Sunday, August 26, 2012

Telephone Systems

The traditional telephone system (even if it someday gets multi gigabit end to-end fiber) will still not be able to satisfy a growing group of users. People now expect to make phone calls from airplanes, cars, swimming pools, and while jogging in the park. Within a few years they will also expect to send e-mail and surf the Web from all these locations and more. Consequently, there is a tremendous amount of interest in wireless telephony.
[The telephone system is the most basic application of the multiplexing. It includes common carriers that offer local and long distance service to subscribers. These carriers also include local companies. The line connecting a subscriber to that of a network is called a Service line.]

Wireless telephones come in two basic varieties: cordless phones and mobile phones (sometimes called cell phones). Cordless phones are devices consisting of a base station and a handset sold as a set for use within the home. These are never used for networking, so we will not examine them further. Instead we will concentrate on the mobile system, which is used for wide area voice and data communication.

Telephone services are basically categorised in two classes:
1: Analog services.
2: Digital services.


Analog services are further subdivided into –
 Analog switched services and Analog leased services.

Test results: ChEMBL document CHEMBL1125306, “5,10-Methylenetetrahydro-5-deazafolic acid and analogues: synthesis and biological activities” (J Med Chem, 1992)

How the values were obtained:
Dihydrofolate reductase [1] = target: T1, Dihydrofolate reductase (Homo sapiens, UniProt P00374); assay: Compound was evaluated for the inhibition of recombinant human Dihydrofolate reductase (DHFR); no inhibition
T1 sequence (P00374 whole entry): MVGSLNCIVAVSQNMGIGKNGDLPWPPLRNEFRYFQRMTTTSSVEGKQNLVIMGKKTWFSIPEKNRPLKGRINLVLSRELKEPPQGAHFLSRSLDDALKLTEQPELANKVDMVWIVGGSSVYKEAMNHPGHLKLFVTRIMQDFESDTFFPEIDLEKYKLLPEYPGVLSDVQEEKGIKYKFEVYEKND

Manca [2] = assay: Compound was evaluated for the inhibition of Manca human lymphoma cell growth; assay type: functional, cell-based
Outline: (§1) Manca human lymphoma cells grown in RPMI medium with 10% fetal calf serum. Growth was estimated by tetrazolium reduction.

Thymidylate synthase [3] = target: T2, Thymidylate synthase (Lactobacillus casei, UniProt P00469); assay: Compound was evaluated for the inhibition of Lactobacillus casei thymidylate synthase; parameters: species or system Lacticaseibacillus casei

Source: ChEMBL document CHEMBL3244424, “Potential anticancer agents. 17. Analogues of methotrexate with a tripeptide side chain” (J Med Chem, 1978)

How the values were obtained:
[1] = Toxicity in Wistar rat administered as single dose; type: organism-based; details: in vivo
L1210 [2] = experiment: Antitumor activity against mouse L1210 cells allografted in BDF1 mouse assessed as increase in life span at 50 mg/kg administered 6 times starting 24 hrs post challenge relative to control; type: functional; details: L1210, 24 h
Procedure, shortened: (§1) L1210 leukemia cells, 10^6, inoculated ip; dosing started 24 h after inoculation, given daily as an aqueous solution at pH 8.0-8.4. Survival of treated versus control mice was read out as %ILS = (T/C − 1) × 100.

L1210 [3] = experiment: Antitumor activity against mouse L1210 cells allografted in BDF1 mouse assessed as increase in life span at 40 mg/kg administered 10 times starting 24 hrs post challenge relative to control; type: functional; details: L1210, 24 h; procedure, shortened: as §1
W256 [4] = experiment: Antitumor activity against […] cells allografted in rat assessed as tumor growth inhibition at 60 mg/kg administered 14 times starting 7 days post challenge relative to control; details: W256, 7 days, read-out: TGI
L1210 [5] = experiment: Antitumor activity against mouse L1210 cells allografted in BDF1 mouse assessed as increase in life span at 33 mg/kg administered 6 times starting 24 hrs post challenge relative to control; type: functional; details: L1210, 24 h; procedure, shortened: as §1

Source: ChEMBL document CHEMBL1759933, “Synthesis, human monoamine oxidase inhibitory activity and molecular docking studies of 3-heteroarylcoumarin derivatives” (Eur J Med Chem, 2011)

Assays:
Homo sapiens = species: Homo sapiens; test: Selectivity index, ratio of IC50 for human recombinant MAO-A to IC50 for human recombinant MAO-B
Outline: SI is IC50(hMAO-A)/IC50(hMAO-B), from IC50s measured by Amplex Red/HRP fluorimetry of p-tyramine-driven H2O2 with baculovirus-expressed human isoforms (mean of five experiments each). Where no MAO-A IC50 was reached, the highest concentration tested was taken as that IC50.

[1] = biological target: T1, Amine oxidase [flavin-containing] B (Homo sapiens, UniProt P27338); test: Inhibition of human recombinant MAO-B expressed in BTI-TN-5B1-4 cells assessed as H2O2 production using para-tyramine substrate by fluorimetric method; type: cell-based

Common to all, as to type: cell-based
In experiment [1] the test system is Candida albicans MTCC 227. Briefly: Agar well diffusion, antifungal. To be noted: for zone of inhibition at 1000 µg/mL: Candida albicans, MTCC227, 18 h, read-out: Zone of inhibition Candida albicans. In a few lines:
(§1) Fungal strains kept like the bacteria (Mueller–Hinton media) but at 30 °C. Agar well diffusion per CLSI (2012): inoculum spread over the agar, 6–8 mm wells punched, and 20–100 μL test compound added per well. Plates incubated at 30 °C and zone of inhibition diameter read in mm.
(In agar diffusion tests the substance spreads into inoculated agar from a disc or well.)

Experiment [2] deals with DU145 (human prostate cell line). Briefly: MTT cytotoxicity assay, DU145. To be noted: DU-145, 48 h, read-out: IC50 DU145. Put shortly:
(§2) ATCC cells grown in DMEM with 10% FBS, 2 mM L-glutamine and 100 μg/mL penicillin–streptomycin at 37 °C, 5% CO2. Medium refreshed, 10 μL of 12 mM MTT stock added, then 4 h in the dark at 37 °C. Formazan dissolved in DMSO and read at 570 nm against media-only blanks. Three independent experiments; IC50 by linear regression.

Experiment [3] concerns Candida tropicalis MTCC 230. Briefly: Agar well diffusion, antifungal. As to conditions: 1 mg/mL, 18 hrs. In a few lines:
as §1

(a) Analog switched services: It is the most familiar dial up service generally used in a home telephone. It uses two wire or four wire twisted pair cables to connect the subscriber’s handset to the network through an exchange. The connection is called Local loop. (Sometimes referred to as ‘Public switched telephone network’ or PSTN). The bandwidth of the signal is usually between 0 to 4000 Hz. When the caller dials a number, the call is conveyed to a switch or a series of switches at the exchange. The appropriate switches are then activated to link the caller’s line to that of the person being called. The switch connects the two lines during the duration of the call.

(b) Analog leased services: It offers customers the opportunity to lease a line, sometimes called a dedicated line that is permanently connected to another customer. Even though the connection always passes through the switches in the telephone network, subscribers experience it as a single line because the switch is always closed, i.e. no dialling is needed.

Telephone carriers also offer a service called the Conditioning which means improving the quality of a line by lessening attenuation, signal distortion or delay distortion. Conditioned lines are analog, but their quality makes them usable for digital data communication if they are connected to modems.


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